When we left the quaint little Caffè Terzi and we walked towards the pasta lab, I assumed that we would be going to a big factory with big heavy machinery and workers loading and unloading but boy was I wrong.
As we rounded a corner, Mattia pointed to the upper half of a building which was atop a restaurant and he said that that’s where we were headed. After being buzzed in, we ascended a narrow staircase and entered a single room which was rife with perfectly synchronized activity.
I think I stood here watching these workers with my mouth hanging open for the whole time I was here but my reaction was completely justified, the efficiency and skill which was occurring all around me was nothing short of incredible.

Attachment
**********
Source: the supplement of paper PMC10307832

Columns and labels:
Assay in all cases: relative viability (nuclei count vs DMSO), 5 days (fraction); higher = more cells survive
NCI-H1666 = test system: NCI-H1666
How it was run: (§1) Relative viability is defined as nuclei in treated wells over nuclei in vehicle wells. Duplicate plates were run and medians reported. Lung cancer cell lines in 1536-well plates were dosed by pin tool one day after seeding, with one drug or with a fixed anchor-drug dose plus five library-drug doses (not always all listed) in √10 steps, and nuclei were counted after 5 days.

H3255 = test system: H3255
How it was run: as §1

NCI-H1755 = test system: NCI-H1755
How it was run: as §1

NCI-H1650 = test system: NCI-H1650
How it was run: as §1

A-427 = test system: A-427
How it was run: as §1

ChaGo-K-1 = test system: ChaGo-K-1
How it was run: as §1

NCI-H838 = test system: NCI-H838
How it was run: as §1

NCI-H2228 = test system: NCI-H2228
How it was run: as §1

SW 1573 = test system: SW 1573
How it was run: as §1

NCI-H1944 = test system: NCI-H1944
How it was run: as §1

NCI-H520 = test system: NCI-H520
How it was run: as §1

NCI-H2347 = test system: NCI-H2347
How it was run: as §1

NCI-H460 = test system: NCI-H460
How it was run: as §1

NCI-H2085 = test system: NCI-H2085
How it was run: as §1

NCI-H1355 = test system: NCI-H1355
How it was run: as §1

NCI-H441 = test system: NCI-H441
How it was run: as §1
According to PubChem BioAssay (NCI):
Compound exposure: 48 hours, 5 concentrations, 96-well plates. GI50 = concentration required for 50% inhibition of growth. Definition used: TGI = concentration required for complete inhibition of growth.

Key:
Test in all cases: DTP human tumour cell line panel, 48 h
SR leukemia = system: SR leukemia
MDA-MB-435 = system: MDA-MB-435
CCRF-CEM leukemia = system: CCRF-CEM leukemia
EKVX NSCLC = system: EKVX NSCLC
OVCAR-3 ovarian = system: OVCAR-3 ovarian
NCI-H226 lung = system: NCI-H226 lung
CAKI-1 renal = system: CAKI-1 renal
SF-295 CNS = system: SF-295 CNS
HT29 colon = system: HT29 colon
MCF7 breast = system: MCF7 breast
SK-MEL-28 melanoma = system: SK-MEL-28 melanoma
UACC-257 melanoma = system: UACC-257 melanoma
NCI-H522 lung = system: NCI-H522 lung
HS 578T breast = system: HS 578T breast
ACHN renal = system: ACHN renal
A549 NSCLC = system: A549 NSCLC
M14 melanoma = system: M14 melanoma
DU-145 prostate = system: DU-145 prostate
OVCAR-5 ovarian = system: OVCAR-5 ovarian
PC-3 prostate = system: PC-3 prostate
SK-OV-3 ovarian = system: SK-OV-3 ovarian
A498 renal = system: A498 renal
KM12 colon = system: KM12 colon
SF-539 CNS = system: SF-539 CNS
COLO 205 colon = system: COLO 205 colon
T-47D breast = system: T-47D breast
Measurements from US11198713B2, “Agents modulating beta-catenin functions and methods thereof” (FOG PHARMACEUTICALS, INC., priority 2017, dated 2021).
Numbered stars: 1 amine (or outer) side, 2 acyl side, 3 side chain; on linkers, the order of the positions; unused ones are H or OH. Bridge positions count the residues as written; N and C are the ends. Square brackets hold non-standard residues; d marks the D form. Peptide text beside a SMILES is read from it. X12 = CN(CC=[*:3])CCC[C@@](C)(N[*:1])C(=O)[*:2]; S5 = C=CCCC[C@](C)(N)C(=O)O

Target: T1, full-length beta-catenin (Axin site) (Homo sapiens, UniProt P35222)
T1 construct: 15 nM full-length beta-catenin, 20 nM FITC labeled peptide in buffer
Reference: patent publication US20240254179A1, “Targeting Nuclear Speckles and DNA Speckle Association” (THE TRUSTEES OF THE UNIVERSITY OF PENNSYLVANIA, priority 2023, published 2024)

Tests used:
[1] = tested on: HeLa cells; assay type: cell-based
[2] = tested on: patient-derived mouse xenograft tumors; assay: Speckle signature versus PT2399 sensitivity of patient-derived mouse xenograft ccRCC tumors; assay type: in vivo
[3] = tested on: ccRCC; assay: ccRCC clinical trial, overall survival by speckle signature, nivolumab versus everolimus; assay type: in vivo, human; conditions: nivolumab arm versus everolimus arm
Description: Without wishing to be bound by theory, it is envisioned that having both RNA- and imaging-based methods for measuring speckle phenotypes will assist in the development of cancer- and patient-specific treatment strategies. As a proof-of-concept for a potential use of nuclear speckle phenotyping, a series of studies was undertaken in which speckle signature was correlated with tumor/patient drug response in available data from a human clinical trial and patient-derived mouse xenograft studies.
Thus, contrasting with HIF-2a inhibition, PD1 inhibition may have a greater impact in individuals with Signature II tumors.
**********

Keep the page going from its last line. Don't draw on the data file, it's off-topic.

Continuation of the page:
Full of 12 workers (11 of them female and a single male), we watched them handmake tortellini for about 15 minutes. Within that time, hundreds of tortellini were made, and were lucky enough to see firsthand how streamlined the process was.
First, the male worker made a massive batch of meat while two other workers made the dough, rolled it and cut it into squares, these were then transferred to a table full of around eight workers who placed equal amounts of meat filling onto every square and then they began to expertly fold each square into a perfectly formed tortellini.
It wasn’t long before hundreds of identical tortellini were folded and these were transferred to be dried and cooked by another worker. We saw this process about 3 times in the short time we were there and we even saw the workers rotate positions. It seemed like everyone knew what they were doing and where they were going next without any communication; it was truly a well-oiled machine!